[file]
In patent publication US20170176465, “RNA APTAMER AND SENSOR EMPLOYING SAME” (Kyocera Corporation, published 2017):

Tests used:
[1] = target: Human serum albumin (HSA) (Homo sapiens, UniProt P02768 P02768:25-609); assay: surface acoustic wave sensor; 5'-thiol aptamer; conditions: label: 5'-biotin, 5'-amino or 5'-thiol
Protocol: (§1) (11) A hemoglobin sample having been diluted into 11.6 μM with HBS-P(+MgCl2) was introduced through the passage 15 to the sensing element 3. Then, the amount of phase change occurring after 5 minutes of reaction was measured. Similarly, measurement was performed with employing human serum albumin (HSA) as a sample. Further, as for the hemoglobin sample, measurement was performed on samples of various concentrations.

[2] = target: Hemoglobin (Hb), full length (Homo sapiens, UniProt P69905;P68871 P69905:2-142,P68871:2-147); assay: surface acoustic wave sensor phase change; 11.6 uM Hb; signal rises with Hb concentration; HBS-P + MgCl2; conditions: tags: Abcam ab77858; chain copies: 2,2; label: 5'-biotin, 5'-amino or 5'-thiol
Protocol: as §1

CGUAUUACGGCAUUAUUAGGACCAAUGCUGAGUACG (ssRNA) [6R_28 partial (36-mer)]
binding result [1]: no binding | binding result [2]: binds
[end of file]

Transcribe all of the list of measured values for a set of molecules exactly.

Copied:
In patent publication US20170176465, “RNA APTAMER AND SENSOR EMPLOYING SAME” (Kyocera Corporation, published 2017):

Tests used:
[1] = target: Human serum albumin (HSA) (Homo sapiens, UniProt P02768 P02768:25-609); assay: surface acoustic wave sensor; 5'-thiol aptamer; conditions: label: 5'-biotin, 5'-amino or 5'-thiol
Protocol: (§1) (11) A hemoglobin sample having been diluted into 11.6 μM with HBS-P(+MgCl2) was introduced through the passage 15 to the sensing element 3. Then, the amount of phase change occurring after 5 minutes of reaction was measured. Similarly, measurement was performed with employing human serum albumin (HSA) as a sample. Further, as for the hemoglobin sample, measurement was performed on samples of various concentrations.

[2] = target: Hemoglobin (Hb), full length (Homo sapiens, UniProt P69905;P68871 P69905:2-142,P68871:2-147); assay: surface acoustic wave sensor phase change; 11.6 uM Hb; signal rises with Hb concentration; HBS-P + MgCl2; conditions: tags: Abcam ab77858; chain copies: 2,2; label: 5'-biotin, 5'-amino or 5'-thiol
Protocol: as §1

CGUAUUACGGCAUUAUUAGGACCAAUGCUGAGUACG (ssRNA) [6R_28 partial (36-mer)]
binding result [1]: no binding | binding result [2]: binds